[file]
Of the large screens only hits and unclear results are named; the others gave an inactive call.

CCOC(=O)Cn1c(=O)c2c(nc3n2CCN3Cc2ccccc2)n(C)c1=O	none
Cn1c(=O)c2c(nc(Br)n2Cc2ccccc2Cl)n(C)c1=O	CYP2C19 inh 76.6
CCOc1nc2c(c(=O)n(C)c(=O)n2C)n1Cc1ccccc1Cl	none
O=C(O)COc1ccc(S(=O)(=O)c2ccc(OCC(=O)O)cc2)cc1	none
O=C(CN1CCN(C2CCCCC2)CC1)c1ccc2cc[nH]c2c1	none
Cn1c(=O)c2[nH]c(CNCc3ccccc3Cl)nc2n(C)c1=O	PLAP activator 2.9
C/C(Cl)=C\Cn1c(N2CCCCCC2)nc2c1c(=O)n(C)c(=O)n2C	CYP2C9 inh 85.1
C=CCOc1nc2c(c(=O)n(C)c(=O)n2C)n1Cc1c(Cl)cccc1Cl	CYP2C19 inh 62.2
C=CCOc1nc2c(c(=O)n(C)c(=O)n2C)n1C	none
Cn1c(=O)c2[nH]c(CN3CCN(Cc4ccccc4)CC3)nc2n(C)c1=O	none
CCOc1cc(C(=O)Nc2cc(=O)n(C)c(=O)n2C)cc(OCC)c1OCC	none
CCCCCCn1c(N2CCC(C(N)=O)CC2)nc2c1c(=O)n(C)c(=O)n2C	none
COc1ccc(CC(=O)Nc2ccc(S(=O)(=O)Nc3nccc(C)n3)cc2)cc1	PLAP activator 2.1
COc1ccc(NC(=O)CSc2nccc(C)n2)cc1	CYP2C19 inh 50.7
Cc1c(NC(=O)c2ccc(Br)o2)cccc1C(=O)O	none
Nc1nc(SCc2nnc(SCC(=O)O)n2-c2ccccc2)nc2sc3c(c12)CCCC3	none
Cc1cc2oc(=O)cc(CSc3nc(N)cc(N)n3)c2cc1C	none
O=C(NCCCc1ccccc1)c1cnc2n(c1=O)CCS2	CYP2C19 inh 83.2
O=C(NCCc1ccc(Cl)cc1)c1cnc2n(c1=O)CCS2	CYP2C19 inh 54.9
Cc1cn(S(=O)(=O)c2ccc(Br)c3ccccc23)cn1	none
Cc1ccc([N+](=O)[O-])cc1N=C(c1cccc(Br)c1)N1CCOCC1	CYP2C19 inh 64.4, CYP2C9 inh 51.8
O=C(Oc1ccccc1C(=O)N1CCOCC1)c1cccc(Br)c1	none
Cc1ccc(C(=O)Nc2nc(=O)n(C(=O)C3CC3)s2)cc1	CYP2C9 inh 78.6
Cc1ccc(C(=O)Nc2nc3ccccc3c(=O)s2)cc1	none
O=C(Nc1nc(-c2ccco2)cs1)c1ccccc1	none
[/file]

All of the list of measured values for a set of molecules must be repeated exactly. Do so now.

Of the large screens only hits and unclear results are named; the others gave an inactive call.

CCOC(=O)Cn1c(=O)c2c(nc3n2CCN3Cc2ccccc2)n(C)c1=O	none
Cn1c(=O)c2c(nc(Br)n2Cc2ccccc2Cl)n(C)c1=O	CYP2C19 inh 76.6
CCOc1nc2c(c(=O)n(C)c(=O)n2C)n1Cc1ccccc1Cl	none
O=C(O)COc1ccc(S(=O)(=O)c2ccc(OCC(=O)O)cc2)cc1	none
O=C(CN1CCN(C2CCCCC2)CC1)c1ccc2cc[nH]c2c1	none
Cn1c(=O)c2[nH]c(CNCc3ccccc3Cl)nc2n(C)c1=O	PLAP activator 2.9
C/C(Cl)=C\Cn1c(N2CCCCCC2)nc2c1c(=O)n(C)c(=O)n2C	CYP2C9 inh 85.1
C=CCOc1nc2c(c(=O)n(C)c(=O)n2C)n1Cc1c(Cl)cccc1Cl	CYP2C19 inh 62.2
C=CCOc1nc2c(c(=O)n(C)c(=O)n2C)n1C	none
Cn1c(=O)c2[nH]c(CN3CCN(Cc4ccccc4)CC3)nc2n(C)c1=O	none
CCOc1cc(C(=O)Nc2cc(=O)n(C)c(=O)n2C)cc(OCC)c1OCC	none
CCCCCCn1c(N2CCC(C(N)=O)CC2)nc2c1c(=O)n(C)c(=O)n2C	none
COc1ccc(CC(=O)Nc2ccc(S(=O)(=O)Nc3nccc(C)n3)cc2)cc1	PLAP activator 2.1
COc1ccc(NC(=O)CSc2nccc(C)n2)cc1	CYP2C19 inh 50.7
Cc1c(NC(=O)c2ccc(Br)o2)cccc1C(=O)O	none
Nc1nc(SCc2nnc(SCC(=O)O)n2-c2ccccc2)nc2sc3c(c12)CCCC3	none
Cc1cc2oc(=O)cc(CSc3nc(N)cc(N)n3)c2cc1C	none
O=C(NCCCc1ccccc1)c1cnc2n(c1=O)CCS2	CYP2C19 inh 83.2
O=C(NCCc1ccc(Cl)cc1)c1cnc2n(c1=O)CCS2	CYP2C19 inh 54.9
Cc1cn(S(=O)(=O)c2ccc(Br)c3ccccc23)cn1	none
Cc1ccc([N+](=O)[O-])cc1N=C(c1cccc(Br)c1)N1CCOCC1	CYP2C19 inh 64.4, CYP2C9 inh 51.8
O=C(Oc1ccccc1C(=O)N1CCOCC1)c1cccc(Br)c1	none
Cc1ccc(C(=O)Nc2nc(=O)n(C(=O)C3CC3)s2)cc1	CYP2C9 inh 78.6
Cc1ccc(C(=O)Nc2nc3ccccc3c(=O)s2)cc1	none
O=C(Nc1nc(-c2ccco2)cs1)c1ccccc1	none